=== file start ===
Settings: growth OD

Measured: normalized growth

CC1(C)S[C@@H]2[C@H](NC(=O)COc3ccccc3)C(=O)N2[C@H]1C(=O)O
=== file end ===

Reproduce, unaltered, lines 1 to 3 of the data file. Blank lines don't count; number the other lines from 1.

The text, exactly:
Settings: growth OD

Measured: normalized growth

CC1(C)S[C@@H]2[C@H](NC(=O)COc3ccccc3)C(=O)N2[C@H]1C(=O)O